Your brand is a living, breathing thing that grows and changes over time—because of, or in spite of—your best-laid plans. One example is the way you might be tuning how you present your business as the mindset of B2B buyers shifts to include the broader social standing of your organization—its mission and social participation—alongside the value of the services and products your business offers. The challenge is how to subtly reimagine your brand to communicate that broader social value while maintaining the strong presence your brand already has.

So, there’s no such thing as rebranding, but your brand can be strategically reimagined in the minds of your customers. How do you know if you need to take a hard look at your brand? Ask yourself (be honest, it’s important!):

  • Does your brand mirror your company’s current vision?
  • Do you still stand out from your competitors? Are you succeeding in your category?
  • Has your industry, product, or target audience changed? Are you still relevant to your customers?
  • Do you feel confident sharing your marketing materials with prospects and peers?

If any of the above left you second-guessing yourself, it’s time to audit your brand presence and start thinking strategically about your company’s vision and opportunities.

The thought of undertaking a branding initiative might sound complex, overwhelming, and messy. Cost, timeline, measurable milestones, and getting internal commitment—not to mention how to prove ROI (and when)—are all valid stressors that can be worrisome and nag at you to postpone (especially if you’re shouldering the internal responsibility).

But you can overcome what seems like a large project by breaking it down into achievable parts: strategic planning, research, and learning from past experience. It’s also important to understand branding best practices and how current misconceptions might be hurting you. Before jumping into reworking your brand, plan to avoid these three common pitfalls:

1. Having an incomplete understanding of what branding means or encompasses

To you, a brand might mean a logo, a particular product, or your company’s website. These are all part of what makes up a brand, but the brand itself is much more than components: It’s an experience.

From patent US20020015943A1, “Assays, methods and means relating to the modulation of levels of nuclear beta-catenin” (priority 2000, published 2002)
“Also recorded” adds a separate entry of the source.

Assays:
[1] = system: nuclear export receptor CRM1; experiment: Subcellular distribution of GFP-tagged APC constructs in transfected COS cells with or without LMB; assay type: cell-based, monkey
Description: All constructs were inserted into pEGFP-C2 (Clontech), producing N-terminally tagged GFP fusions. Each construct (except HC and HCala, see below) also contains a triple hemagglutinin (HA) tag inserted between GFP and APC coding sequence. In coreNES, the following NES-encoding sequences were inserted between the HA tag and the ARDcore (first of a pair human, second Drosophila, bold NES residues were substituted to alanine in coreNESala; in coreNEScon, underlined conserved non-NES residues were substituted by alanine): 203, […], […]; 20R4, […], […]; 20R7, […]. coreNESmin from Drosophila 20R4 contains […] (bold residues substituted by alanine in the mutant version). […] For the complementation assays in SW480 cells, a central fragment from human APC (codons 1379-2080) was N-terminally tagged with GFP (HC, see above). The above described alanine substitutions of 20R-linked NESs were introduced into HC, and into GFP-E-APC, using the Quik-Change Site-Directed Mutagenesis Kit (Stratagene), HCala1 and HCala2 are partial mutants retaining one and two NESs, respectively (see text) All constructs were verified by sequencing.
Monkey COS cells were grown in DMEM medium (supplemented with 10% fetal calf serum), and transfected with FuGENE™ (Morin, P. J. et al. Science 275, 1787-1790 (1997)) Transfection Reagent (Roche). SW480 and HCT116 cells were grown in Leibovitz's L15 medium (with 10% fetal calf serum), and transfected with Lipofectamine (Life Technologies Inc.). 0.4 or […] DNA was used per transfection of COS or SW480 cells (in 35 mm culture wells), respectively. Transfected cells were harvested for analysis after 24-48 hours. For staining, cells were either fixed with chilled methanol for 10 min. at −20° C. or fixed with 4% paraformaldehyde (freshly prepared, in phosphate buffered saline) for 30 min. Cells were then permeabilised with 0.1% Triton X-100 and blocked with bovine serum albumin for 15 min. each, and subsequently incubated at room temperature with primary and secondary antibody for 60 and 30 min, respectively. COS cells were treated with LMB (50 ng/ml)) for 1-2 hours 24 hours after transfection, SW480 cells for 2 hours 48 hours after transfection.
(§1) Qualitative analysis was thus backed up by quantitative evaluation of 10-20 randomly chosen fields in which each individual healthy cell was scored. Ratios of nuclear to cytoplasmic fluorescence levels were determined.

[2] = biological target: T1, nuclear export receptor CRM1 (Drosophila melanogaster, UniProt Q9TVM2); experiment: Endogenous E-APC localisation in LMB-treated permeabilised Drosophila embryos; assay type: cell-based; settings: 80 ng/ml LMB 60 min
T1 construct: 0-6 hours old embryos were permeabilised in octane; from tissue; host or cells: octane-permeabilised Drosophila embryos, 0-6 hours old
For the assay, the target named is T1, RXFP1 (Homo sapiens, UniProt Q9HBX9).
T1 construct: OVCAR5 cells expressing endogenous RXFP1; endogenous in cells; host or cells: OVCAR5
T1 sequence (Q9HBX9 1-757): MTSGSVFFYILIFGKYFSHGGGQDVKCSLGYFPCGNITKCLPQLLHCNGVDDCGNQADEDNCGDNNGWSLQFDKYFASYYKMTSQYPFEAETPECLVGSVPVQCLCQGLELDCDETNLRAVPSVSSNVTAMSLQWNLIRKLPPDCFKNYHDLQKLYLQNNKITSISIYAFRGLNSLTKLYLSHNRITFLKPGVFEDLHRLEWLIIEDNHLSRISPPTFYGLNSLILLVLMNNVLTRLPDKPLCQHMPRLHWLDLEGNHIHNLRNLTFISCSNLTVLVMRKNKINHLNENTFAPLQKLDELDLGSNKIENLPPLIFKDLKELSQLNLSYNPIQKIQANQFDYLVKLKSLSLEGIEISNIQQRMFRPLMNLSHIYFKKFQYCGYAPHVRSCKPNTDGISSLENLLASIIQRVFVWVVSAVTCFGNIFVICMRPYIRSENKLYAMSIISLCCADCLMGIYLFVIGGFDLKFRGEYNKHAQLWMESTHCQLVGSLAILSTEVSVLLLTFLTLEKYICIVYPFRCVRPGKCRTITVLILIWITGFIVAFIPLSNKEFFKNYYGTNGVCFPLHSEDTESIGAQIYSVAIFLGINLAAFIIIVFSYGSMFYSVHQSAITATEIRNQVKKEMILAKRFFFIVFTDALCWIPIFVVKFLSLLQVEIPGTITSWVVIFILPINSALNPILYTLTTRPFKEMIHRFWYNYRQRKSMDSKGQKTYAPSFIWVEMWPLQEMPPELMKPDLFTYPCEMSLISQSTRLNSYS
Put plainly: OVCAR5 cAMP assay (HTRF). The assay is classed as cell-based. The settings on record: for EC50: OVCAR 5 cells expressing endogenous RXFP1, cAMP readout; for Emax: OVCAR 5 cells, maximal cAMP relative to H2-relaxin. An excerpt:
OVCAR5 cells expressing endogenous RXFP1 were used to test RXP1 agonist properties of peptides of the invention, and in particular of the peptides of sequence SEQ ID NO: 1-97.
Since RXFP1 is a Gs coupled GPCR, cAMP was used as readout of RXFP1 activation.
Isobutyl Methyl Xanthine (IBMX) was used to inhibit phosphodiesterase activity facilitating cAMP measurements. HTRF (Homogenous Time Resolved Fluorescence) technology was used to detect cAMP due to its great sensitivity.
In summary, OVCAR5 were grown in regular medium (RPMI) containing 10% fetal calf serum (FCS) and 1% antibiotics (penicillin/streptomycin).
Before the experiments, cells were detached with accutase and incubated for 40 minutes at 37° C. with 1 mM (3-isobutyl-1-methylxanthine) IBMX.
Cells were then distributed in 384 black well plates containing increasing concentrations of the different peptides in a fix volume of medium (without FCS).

Jon Gieselman puts it this way: “Branding is the immediate and visceral reaction you have to any product or service, and what you believe it communicates about you as an individual to others.”

In other words, your brand is the overall impression of your business on your audience: It’s not what you think you are, it’s what your customers think you are. It’s that abstract feeling of recognition and trust that steers them to choose you over your competition—and that makes them feel like they made the right choice.

It’s an emotional connection, which in B2B is important to recognize when we so often think that business buyers make primarily rational, unemotional decisions.

So when considering a branding initiative, think about everything that impacts the customer experience with your brand. Your mission, the path to purchase, how your brand is positioned, how you message it, how you serve your customers—these decisions affect the perception of your business and how your brand lives in the world.

2. Not knowing which internal resources should be involved, including who the ultimate decision maker should be

The branding process can be polarizing for a company—everyone will have an opinion on the best way forward. To ensure success and avoid turmoil, establish a few things up front: Who your key stakeholders are, who must be every meeting, and who has the final say on branding decisions.

Run this past your manager, and your manager’s manager—you might be surprised to find out that the CEO wants a say, or that the GM’s aunt designed the original logo.  

Be sure to include the ultimate decision maker in all phases of the project, not just the final review. This will help prevent a “ghost stakeholder” from throwing a wrench into the project at the last minute, which usually means additional revision rounds that will cost you in confusion, frustration, time, and money—and likely result in an incoherent brand presence.

3. Not realizing how much your brand perception varies across customer touch points

A brand’s most important element is the story it tells in terms of how your customers experience their surroundings, empathize with your brand, and ultimately choose you (or another option). A confusing story and inconsistent messaging can miscommunicate what you offer, create a frustrating experience for customers and prospects, diminish trust, or ultimately, contribute to a drop in sales.

To gain brand recognition and customer loyalty, you must have consistent messaging, voice, and tone. Your customers should be able to call your customer service line, visit your website, or view your Twitter page and feel like they are hearing the same “you.” Guidelines surrounding your brand’s story, messaging, voice, and tone should be consolidated into a style guide and accessible to all employees and external partners.

Creating a lasting brand can be challenging—it’s an ambitious initiative to be approached with thoughtful strategy. While there’s no way to promise that the journey will always be smooth and straightforward, you can avoid these pitfalls (and others!) by working with partners you trust.

To learn more about telling your own brand story, check out our Brand to the Bone series or learn more about our creative and content development services.